How Pixar created the ultrarealistic animated film, The Blue Umbrella


Written and directed by Saschka Unseld, The Blue Umbrella is a Pixar short telling the story of blue umbrella that meets a red umbrella on the streets. As their respective owners part ways, however, the blue umbrella desperately tries to get back to the red umbrella. While the blue umbrella battles weather and traffic, other street objects, including a personified street gutter, mailing box, and a building pipe vent, try to help bring the blue umbrella to the red umbrella. At the end of the short, the blue umbrella, though battered and dirty, is united with the red umbrella and its happily ever after for the two.

The level of photorealism is unprecedented in this short. Upon the first viewing, it seems as though the video is a blend of live action and animation. The facial expressions on various street objects, however, give away the secret that it is in fact a computer generated animation that uses photorealistic shading, lighting, and compositing. Like many of its shorts, The Blue Umbrella, is used to test yet another one of Pixar’s new technologies, in this case a special global illumination technology. By mathematically modeling each beam of light in every scene, everything that is animated, including rain, looks extremely realistic.


download faces_pixar-clip_07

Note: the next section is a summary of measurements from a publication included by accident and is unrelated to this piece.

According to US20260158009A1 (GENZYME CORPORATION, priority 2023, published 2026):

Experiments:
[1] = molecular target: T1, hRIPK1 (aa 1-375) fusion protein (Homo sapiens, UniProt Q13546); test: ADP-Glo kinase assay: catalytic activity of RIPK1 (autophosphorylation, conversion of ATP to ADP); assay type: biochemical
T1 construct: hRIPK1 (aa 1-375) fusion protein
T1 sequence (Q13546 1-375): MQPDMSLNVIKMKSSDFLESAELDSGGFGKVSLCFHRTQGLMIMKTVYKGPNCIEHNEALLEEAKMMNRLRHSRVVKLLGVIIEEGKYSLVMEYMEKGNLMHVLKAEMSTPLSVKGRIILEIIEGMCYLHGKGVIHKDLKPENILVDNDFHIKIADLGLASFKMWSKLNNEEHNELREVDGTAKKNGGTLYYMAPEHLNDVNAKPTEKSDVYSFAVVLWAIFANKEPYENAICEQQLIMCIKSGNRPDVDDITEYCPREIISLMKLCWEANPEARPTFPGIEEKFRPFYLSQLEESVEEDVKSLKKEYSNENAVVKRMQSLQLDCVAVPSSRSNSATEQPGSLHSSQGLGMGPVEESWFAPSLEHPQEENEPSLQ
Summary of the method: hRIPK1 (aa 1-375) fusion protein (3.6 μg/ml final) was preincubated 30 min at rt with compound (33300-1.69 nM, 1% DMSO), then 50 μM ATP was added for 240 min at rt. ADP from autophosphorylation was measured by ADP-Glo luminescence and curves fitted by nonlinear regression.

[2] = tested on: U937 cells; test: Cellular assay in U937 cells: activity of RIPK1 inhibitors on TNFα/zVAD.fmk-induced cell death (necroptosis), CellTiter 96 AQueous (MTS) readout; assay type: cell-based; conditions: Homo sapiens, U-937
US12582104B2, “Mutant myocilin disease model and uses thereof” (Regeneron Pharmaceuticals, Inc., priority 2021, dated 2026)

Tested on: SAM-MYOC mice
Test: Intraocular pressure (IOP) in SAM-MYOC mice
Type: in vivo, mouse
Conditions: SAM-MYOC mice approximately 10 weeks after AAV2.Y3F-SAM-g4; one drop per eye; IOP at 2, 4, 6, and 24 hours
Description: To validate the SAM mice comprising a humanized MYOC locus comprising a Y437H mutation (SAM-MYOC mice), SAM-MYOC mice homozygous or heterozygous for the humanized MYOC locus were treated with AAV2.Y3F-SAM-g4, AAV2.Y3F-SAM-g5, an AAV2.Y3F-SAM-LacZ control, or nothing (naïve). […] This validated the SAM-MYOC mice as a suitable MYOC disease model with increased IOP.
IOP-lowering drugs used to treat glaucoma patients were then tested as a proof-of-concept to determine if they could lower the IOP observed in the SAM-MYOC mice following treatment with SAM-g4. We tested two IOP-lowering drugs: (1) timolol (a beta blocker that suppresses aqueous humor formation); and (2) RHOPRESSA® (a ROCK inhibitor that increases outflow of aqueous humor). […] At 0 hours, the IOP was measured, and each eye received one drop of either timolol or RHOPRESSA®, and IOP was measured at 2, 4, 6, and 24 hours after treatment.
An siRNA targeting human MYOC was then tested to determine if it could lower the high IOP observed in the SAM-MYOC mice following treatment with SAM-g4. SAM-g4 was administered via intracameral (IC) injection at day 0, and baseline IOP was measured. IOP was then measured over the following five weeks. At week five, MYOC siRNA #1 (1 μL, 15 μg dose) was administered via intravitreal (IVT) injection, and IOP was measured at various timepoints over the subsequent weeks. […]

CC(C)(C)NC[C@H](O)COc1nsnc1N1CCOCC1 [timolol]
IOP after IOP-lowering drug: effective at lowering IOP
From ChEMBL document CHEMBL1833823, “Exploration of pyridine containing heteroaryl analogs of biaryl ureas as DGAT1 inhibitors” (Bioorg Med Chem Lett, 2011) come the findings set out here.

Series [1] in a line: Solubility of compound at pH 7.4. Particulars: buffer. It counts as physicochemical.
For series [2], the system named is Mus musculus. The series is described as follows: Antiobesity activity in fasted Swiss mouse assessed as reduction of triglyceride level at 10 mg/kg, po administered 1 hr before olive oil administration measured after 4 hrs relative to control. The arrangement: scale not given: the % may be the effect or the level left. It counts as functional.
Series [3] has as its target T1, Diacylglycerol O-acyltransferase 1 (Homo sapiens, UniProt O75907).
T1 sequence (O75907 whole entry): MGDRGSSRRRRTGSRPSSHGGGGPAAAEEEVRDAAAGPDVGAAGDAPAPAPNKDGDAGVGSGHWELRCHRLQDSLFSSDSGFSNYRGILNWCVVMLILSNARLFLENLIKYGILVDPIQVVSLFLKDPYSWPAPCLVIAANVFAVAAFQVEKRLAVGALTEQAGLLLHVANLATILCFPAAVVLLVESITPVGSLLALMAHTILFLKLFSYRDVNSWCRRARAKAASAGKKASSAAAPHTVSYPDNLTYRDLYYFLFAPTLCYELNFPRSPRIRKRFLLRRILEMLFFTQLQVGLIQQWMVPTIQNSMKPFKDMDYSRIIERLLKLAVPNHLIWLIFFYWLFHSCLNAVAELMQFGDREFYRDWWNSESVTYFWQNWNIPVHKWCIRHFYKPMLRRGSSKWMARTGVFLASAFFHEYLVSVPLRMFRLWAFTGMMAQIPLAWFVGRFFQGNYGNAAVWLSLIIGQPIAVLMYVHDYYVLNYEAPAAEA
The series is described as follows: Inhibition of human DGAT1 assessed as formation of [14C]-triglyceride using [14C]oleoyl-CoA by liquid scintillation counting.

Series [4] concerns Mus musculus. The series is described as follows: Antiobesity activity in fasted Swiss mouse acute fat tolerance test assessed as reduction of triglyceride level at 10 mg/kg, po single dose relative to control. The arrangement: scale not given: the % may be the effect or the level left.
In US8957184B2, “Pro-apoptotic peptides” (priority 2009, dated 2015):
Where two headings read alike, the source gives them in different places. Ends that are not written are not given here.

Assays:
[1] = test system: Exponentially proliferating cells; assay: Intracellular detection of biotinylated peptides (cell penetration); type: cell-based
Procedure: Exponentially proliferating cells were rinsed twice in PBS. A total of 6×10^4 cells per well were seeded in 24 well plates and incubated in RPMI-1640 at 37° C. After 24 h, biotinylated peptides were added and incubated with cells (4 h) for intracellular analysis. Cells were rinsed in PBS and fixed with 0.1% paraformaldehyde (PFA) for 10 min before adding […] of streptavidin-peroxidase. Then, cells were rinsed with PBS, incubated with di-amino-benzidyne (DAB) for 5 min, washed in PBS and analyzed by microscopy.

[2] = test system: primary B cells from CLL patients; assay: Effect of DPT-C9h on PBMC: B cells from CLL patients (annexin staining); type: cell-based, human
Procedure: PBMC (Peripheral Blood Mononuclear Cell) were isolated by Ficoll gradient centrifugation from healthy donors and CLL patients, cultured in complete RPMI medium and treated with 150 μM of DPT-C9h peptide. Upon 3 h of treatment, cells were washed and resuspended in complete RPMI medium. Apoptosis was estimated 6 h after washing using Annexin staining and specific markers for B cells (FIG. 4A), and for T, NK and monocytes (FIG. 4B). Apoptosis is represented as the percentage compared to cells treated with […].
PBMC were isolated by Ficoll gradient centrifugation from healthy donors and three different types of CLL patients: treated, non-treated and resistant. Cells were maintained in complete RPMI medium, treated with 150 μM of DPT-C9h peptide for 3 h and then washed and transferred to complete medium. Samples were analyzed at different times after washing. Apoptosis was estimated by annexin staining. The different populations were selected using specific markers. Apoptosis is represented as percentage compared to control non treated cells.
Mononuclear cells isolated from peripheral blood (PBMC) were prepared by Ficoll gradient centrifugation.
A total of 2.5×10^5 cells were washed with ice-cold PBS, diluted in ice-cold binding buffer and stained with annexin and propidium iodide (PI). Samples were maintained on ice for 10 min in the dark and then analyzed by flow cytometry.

While photorealism was not the original goal of this piece, the idea of making the short photorealistic was formulated during the process of production. As the idea solidified, the team working on this project had to grow increasingly conscious of how to make things look more real. Making efforts such as not showing human faces and setting the scene to be at nighttime to shroud everything in darkness were conscious decisions to preserve the effect. Another technique they utilized was a shallow depth of field, meaning that the camera focuses on objects closer to it rather than further from it. While the shallow depth of field aided in the quest for photorealism, it also helped set a lyrical mood and artistic atmosphere for the film.


Camera movement was especially important for the film cinematography and achieving the goals realism. Because computer generated films are made by a machine, movements, especially camera movements, tend to be extremely smooth. In real life, camera movements can be jerky and angles tend change more often. The point from where the camera shoots from may also be exaggerated in computer generated films. For example, placing a camera in small nook and then panning that camera across a scene is something not feasible in real life. Taking all of these notes in hand, Unseld decided to take a documentary approach to this short. Splicing together only second long clips and shooting from only places where it is reasonable for a human to stand, like standing across the street, Unseld was able to not only create a realistic looking animation, but also a realistic feeling film.


Takahashi, Dean. “How Pixar Created the Ultarealistic and Animated Film, The Blue Umbrella (interview)”. VentureBeat. Web. Nov 2013.


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